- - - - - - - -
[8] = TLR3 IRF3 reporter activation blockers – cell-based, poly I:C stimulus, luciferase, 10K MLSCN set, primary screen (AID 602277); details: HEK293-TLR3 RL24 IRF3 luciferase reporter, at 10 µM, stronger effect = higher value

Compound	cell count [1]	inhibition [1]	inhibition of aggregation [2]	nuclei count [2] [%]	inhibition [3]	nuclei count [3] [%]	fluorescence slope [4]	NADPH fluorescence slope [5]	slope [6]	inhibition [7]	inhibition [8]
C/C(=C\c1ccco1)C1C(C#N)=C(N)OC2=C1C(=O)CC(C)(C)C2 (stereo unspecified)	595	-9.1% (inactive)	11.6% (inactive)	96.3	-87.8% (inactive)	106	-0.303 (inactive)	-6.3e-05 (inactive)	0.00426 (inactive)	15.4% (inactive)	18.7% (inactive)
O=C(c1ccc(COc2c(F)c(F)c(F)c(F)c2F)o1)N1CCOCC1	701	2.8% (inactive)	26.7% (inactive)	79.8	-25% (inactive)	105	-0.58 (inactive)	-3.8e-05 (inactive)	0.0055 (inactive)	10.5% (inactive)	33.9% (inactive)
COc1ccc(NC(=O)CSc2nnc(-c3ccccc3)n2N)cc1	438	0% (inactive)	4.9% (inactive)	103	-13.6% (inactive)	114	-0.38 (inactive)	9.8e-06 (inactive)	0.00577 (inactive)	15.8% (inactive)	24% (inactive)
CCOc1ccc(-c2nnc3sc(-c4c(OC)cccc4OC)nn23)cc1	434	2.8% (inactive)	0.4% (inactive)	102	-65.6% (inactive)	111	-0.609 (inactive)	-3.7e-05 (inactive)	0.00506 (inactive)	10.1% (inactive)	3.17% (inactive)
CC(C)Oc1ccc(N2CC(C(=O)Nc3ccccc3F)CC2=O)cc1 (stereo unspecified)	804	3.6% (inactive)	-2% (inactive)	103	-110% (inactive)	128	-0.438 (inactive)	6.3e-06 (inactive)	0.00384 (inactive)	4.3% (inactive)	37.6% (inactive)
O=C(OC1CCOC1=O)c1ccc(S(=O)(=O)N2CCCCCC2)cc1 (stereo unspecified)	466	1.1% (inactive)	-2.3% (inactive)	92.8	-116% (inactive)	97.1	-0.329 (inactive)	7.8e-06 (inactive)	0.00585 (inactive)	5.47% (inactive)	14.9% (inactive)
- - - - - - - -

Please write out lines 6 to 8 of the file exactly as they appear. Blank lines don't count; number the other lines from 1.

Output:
CCOc1ccc(-c2nnc3sc(-c4c(OC)cccc4OC)nn23)cc1	434	2.8% (inactive)	0.4% (inactive)	102	-65.6% (inactive)	111	-0.609 (inactive)	-3.7e-05 (inactive)	0.00506 (inactive)	10.1% (inactive)	3.17% (inactive)
CC(C)Oc1ccc(N2CC(C(=O)Nc3ccccc3F)CC2=O)cc1 (stereo unspecified)	804	3.6% (inactive)	-2% (inactive)	103	-110% (inactive)	128	-0.438 (inactive)	6.3e-06 (inactive)	0.00384 (inactive)	4.3% (inactive)	37.6% (inactive)
O=C(OC1CCOC1=O)c1ccc(S(=O)(=O)N2CCCCCC2)cc1 (stereo unspecified)	466	1.1% (inactive)	-2.3% (inactive)	92.8	-116% (inactive)	97.1	-0.329 (inactive)	7.8e-06 (inactive)	0.00585 (inactive)	5.47% (inactive)	14.9% (inactive)